Florian Greenhouse, Inc. v. Cardinal IG Corporation

11 F. Supp.2d 521 (D. N.J. 1998)
  • Opinion Date: June 26, 1998

CONTRACTS; TORTIOUS INTERFERENCE—A supplier that is aware that its customer will not be able to meet its resale commitments if the supplier breaches its supply contract with its customer, may be liable for tortious interference with its customer’s resale contracts.

A distributor of greenhouses and related products informed a manufacturer that if an agreement was reached, the distributor would change its catalogs and marketing plans to feature the manufacturer’s glass. The parties reached a preliminary agreement on pricing. Representatives from both companies met to discuss numerous issues, including an exclusivity agreement the manufacturer had with another corporation. The distributor alleged that the manufacturer assured it that the exclusivity agreement was for the coating only and that it would not affect the specific kind of glass that it would be purchasing. On that basis, an agreement was entered into by the parties. Pursuant to this agreement the manufacturer ordered a specific product known as LoE2 glass and issued a revised catalog featuring the LoE2 glass which it distributed throughout the country. It also began to build new product lines around the LoE2 glass. Orders for these products began to arrive. The manufacturer filled the distributor’s orders for several months, then suddenly stopped. The manufacturer then informed the distributor in writing that it would make no further shipments because filling these shipments was improper under the manufacturer’s exclusivity agreement with the other company.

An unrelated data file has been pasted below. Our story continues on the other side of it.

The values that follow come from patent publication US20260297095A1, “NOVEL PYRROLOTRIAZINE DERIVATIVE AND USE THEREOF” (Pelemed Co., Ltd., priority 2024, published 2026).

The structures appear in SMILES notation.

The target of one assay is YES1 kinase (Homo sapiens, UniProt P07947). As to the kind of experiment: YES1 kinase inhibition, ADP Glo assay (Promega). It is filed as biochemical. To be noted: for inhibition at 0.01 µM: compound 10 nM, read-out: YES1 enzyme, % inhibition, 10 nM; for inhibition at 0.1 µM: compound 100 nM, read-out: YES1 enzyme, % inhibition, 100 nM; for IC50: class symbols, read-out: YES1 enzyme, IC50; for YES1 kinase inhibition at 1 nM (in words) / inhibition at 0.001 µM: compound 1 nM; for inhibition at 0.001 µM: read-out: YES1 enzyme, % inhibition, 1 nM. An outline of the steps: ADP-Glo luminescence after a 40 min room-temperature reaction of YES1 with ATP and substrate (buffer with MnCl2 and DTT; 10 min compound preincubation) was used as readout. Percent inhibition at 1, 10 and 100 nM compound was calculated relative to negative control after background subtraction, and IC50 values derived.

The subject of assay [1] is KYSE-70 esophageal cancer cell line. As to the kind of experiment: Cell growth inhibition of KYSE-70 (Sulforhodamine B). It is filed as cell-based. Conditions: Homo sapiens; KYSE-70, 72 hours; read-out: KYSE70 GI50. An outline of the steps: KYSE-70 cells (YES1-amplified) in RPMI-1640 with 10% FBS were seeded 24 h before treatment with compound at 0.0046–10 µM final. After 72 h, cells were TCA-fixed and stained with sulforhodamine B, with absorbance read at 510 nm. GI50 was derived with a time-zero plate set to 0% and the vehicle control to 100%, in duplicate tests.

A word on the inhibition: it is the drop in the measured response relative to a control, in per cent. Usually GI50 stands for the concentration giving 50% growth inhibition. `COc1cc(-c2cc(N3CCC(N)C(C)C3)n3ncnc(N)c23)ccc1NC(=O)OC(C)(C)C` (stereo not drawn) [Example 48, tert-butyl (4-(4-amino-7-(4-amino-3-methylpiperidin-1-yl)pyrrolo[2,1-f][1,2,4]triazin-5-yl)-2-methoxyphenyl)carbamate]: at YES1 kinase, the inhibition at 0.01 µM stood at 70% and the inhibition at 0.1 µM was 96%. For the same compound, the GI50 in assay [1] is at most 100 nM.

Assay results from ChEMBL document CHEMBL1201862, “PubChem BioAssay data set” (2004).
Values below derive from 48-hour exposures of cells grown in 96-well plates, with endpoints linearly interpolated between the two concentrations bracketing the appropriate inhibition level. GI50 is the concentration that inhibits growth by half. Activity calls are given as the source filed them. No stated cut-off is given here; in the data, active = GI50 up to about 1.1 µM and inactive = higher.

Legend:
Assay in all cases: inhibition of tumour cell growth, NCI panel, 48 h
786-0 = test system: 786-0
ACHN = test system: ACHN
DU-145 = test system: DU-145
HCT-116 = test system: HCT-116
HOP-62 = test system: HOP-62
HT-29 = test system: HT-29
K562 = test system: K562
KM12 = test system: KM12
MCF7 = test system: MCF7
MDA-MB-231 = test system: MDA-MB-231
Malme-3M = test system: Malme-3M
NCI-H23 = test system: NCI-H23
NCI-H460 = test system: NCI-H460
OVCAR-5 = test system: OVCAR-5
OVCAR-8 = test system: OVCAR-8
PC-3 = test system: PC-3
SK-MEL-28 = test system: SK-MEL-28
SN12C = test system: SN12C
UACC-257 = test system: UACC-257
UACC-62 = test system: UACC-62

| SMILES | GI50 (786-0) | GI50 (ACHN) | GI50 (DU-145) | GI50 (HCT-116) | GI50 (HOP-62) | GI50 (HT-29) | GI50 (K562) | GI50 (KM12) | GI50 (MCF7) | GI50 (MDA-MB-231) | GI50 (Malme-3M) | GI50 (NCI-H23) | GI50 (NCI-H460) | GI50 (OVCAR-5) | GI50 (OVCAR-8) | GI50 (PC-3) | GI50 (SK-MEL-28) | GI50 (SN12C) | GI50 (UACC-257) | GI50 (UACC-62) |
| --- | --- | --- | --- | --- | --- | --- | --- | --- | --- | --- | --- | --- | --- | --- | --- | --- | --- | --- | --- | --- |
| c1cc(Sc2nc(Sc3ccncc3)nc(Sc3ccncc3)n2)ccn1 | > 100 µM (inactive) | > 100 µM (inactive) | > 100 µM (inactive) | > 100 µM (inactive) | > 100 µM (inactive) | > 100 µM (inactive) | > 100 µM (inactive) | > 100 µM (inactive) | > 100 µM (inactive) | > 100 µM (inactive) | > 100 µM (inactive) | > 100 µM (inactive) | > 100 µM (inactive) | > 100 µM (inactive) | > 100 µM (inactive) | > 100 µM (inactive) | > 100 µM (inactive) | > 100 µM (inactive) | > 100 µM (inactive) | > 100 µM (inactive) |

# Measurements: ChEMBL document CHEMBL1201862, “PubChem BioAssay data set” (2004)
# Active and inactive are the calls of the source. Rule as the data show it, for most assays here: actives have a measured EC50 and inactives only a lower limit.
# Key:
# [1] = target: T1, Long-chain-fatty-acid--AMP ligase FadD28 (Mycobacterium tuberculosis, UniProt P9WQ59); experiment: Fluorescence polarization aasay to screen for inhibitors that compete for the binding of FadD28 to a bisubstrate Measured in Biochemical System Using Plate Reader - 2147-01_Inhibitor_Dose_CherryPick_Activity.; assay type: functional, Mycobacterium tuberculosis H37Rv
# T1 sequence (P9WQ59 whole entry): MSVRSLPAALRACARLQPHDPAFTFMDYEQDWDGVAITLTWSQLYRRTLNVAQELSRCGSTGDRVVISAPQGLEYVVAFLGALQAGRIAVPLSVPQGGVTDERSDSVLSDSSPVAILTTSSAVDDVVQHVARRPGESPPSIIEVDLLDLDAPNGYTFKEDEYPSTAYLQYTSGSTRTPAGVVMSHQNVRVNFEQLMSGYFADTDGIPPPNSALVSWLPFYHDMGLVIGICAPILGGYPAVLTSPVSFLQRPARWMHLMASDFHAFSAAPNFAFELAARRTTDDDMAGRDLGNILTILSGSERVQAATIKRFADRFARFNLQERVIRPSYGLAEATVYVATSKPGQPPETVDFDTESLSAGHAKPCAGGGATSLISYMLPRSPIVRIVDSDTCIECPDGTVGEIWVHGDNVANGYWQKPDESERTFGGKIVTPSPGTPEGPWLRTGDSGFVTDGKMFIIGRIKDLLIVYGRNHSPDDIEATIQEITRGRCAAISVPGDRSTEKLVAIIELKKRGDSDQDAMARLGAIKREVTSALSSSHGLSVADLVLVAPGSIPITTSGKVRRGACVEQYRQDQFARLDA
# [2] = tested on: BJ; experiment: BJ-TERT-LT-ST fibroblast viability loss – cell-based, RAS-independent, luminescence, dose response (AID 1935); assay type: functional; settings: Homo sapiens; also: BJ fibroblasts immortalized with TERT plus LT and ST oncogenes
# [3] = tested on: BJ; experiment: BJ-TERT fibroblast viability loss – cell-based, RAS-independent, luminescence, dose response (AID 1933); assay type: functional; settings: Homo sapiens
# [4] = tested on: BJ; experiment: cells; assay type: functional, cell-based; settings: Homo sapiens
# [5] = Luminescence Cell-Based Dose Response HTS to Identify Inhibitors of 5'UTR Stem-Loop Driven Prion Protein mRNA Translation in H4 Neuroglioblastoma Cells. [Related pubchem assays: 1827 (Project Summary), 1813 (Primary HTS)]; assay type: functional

The distributor then filed suit, alleging that the manufacturer intentionally and maliciously interfered with its contractual and prospective economic relations with its customers. In response, the manufacturer asserted that the complaint was deficient because it failed to allege that the manufacturer knew of the distributor’s alleged contracts or prospective economic advantages. In denying the manufacturer’s motion to dismiss, the Court found that because the distributor informed the manufacturer that it intended to advertise products featuring the LoE2 glass, it was reasonable to infer that the distributor had formed contracts or was in the process of forming contracts to sell finished products to customers. The Court reasoned that termination of the supply of the LoE2 glass could interfere with the distributor’s obligations and deprive it of an economic benefit. The Court also rejected the manufacturer’s argument that the distributor should be limited to a contract remedy only. It also noted that there was no limitation as to the kinds of recovery that a party could obtain under the contract and that if the manufacturer was successful in proving that no contract existed, the distributor could still recover under common law fraud and consumer fraud.